Read more about Mr. Lavent's experience.



This month we feature attorney Richard Morse III from San Diego, CA. As the managing partner at Injury Trial Lawyers, APC, and a San Diego personal injury attorney, Mr. Morse wears two hats throughout the day.

Mr. Morse attended the University of Vermont School of Law and has spent his entire career working in plaintiff-side personal injury matters.

Prior to joining Injury Trial Lawyers, APC, Mr. Morse learned about tort law by working with a defense-side civil attorney. During this time, he learned firsthand about the way insurance companies attempt to minimize settlements. When asked what impact this experience had on him, Mr. Morse explained, "It made me realize that I have to be really good at what I do. When you're dealing with insurance companies, you're dealing with really experienced people."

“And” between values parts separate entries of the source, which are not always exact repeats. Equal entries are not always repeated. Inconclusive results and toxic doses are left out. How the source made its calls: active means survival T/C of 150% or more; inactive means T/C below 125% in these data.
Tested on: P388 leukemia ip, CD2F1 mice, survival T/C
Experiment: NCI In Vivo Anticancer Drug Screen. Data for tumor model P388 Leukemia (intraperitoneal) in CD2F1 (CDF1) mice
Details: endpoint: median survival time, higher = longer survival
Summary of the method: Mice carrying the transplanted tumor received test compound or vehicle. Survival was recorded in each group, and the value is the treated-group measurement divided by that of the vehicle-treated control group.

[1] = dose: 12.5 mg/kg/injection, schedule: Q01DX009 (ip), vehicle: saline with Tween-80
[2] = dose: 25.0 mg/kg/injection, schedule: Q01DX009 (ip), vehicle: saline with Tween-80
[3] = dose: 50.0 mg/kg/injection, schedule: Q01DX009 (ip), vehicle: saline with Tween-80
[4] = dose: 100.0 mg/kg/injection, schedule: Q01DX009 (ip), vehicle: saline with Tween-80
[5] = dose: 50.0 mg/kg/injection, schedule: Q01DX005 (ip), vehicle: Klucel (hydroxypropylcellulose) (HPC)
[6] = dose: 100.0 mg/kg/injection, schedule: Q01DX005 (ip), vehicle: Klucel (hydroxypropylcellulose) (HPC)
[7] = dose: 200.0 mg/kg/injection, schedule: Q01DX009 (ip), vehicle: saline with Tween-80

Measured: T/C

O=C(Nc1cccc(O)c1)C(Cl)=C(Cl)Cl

We asked him about the challenges involved in managing a personal injury firm. Mr. Morse told us, "It's a 24/7 job. There's always something you can be doing to grow the business."

We also asked him what someone interested in pursuing a career in personal injury should consider. "You definitely want to make sure you have a passion for this type of law. It's a lot of work, and you have to love it or you might burn out."

Find out more about Mr. Morse by visiting